Develop a network and be authentic to yourself. I think you have to present yourself and your skill set and experience in a way that feels natural to you. Be confident in what you know- you don't have to be everything to everyone. On a personal level, set a clear intention with people you think you may want to work with and express that at the right time. I take the time to get to know people, ask them questions and really engage with them. That is how they will remember you!
On the “American Fashion Podcast” you cover a variety of relevant topics. What’s your biggest hot topic right now, and how are you pushing for change/awareness/action in this arena?
The sustainability topic, for sure. It is here to stay. I see on the show that there’s a lot of confusion around what sustainability is and what it means. I think the biggest challenge for brands is how do we “go green” and still be profitable? It’s about gradual integration into your practices, and implementing what you can afford to change, and knowing that every new practice won’t drive higher costs.
It is absolutely key right now for brands to be part of this movement, as consumers are increasingly educated about what and how they are buying and that will only continue as more brands start down that path.
You speak a lot on the podcast about the prominence of e-commerce. In your opinion, do you see this replacing retail or do you feel there will always be a place for in-store shopping?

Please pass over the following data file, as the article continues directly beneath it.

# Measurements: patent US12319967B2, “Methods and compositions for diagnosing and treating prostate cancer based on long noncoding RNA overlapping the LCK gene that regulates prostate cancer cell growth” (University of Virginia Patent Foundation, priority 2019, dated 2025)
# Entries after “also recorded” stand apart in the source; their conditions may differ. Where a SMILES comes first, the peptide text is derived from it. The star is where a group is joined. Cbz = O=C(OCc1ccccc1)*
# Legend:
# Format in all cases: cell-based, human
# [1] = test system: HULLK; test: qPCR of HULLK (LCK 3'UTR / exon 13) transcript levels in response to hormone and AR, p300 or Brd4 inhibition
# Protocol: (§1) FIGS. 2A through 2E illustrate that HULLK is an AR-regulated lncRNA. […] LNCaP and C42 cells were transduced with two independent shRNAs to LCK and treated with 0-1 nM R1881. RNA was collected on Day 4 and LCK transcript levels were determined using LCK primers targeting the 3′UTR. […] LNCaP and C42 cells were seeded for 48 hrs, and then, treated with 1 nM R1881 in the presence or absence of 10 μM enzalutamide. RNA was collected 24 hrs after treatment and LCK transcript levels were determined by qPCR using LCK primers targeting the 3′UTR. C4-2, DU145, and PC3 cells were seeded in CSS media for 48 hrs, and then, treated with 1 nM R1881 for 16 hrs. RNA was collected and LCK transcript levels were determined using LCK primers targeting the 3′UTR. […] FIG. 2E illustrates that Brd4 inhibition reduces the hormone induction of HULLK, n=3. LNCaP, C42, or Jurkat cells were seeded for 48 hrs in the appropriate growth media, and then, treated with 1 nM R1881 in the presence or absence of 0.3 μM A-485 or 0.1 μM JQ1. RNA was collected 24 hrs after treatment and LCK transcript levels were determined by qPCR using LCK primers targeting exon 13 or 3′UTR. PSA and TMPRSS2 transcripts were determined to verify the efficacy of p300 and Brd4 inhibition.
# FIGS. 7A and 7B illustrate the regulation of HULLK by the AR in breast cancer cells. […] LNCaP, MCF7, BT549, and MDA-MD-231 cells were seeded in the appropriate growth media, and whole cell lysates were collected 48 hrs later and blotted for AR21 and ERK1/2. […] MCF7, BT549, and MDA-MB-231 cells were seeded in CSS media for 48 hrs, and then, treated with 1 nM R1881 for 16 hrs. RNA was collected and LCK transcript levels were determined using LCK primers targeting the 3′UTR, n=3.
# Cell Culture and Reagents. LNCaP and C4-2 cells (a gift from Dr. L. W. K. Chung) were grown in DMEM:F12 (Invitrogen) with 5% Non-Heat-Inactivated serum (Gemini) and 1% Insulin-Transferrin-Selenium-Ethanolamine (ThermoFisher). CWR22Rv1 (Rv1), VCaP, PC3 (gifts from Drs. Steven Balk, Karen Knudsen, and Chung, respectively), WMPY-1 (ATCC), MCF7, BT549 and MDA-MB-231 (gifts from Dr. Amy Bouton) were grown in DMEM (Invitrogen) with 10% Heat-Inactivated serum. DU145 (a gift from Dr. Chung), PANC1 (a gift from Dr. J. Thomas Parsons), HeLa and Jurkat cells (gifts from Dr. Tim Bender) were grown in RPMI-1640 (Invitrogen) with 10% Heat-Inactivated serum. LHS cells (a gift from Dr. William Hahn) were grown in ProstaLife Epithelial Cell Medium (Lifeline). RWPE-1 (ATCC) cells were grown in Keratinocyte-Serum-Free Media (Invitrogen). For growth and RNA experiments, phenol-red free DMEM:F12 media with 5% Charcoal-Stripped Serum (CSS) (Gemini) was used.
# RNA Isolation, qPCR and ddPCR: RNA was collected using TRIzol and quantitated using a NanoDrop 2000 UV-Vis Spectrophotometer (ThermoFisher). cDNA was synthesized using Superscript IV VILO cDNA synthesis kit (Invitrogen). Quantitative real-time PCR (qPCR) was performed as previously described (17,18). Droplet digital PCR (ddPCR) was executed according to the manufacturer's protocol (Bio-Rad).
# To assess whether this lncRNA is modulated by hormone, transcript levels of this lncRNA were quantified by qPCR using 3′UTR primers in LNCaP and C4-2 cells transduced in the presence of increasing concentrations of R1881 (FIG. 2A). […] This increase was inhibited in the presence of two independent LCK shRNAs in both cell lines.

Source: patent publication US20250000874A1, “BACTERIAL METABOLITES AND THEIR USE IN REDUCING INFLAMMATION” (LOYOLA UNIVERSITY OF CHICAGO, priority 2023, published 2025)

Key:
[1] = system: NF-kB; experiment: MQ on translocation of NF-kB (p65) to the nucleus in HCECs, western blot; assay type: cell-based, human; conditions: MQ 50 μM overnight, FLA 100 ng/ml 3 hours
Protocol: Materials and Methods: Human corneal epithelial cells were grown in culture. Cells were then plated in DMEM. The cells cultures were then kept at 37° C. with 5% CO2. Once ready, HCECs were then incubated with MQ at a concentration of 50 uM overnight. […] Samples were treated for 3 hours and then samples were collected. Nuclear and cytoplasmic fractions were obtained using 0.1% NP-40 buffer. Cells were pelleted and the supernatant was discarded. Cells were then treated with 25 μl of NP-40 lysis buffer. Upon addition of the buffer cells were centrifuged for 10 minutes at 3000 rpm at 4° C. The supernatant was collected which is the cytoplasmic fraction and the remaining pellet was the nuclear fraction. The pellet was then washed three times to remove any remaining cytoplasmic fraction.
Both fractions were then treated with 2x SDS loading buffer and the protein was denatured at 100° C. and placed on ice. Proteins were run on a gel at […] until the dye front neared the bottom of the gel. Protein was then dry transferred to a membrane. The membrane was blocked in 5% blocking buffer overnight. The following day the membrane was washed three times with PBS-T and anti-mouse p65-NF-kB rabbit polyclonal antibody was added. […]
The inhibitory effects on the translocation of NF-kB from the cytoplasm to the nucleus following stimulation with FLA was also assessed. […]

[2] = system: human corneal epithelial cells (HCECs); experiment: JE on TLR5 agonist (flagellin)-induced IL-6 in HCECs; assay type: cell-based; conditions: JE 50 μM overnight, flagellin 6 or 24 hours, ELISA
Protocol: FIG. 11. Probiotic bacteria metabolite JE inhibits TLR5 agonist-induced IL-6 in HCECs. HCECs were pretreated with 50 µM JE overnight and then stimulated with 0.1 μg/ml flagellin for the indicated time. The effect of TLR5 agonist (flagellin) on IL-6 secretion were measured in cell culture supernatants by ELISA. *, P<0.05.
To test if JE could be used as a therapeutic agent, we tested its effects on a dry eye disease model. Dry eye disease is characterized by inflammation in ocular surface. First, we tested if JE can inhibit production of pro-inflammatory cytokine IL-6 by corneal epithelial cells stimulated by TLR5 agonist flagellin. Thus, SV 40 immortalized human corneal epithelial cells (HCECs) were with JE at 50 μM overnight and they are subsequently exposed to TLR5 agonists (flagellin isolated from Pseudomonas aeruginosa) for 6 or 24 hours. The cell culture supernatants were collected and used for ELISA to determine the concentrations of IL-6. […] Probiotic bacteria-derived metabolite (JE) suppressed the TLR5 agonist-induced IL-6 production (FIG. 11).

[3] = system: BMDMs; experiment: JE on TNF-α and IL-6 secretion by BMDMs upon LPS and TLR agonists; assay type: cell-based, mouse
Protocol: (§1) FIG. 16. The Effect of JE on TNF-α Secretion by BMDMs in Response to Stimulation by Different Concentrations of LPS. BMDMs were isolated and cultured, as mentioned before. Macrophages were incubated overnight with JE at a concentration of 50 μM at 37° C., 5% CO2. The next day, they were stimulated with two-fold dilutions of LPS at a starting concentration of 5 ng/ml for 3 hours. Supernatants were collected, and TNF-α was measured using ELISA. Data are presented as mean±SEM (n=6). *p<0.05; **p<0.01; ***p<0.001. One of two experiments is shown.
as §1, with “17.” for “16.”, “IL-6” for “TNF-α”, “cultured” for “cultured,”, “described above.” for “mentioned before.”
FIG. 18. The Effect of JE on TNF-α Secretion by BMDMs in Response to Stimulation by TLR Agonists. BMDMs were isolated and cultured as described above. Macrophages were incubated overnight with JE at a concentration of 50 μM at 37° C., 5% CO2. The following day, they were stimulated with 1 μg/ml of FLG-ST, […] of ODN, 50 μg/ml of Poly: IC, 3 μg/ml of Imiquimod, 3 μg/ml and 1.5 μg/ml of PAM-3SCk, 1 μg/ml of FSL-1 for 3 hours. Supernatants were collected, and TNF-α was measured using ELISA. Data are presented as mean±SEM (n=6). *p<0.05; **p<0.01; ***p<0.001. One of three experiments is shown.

I truly believe there will always be brick and mortar stores—and many independent stores are performing well. We see lots of digital businesses that are finding they still need the retail store footprint. Fashion is very sensorial after all; you want to feel the texture of a sweater. Is it too heavy, too scratchy, what is the color like in real life?
Additionally, I think the future lies in experiential concepts. Educational and inspirational events and pop-ups create brand loyalty among consumers and are not only a play to drive revenue.
Can you describe your style and its evolution?
I would say I stick to a more classic aesthetic, but not 100%. I like to inject some edgier or unique pieces into a look. I follow a simple formula for the most part. I do like color, but find myself not wearing it, especially as a New Yorker! I like neutrals with an accent of color, texture or chunky jewelry. I like clean lines with a twist.
As we celebrate our 60th anniversary, in what ways do you think a heritage brand like EA can honor our deep-rooted history yet still remain relevant and innovative?
Consumers love a story--it’s powerful for a company to speak about its heritage. It is also vital to be honest and authentic. Brands should make an effort to be transparent and not be afraid of that! It also helps to have a core product that keeps getting adapted for current trends. Etienne has the riding boot as a tremendous part of their heritage….boots have been relevant in fashion for so long, and I believe it will continue. The brand can have fun with it for all seasons, they can be plastic or fabric. The point is if you believe in it and are passionate, it can become contagious!
What do you look for when making a clothing or accessory purchase?
Overall proportions of the piece. It’s look and feel. And I think about how it is going to perform in different types of weather, like when its 100 degrees. Then at times, I don’t think at all; I just buy the item because I love it!